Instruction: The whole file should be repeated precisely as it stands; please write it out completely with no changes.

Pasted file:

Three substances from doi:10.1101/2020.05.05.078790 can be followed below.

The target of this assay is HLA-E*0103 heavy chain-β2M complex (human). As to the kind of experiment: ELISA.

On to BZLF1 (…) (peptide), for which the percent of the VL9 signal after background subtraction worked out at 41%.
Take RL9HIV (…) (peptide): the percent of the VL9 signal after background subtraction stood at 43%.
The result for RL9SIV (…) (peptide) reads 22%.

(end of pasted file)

Three substances from doi:10.1101/2020.05.05.078790 can be followed below.

The target of this assay is HLA-E*0103 heavy chain-β2M complex (human). As to the kind of experiment: ELISA.

On to BZLF1 (…) (peptide), for which the percent of the VL9 signal after background subtraction worked out at 41%.
Take RL9HIV (…) (peptide): the percent of the VL9 signal after background subtraction stood at 43%.
The result for RL9SIV (…) (peptide) reads 22%.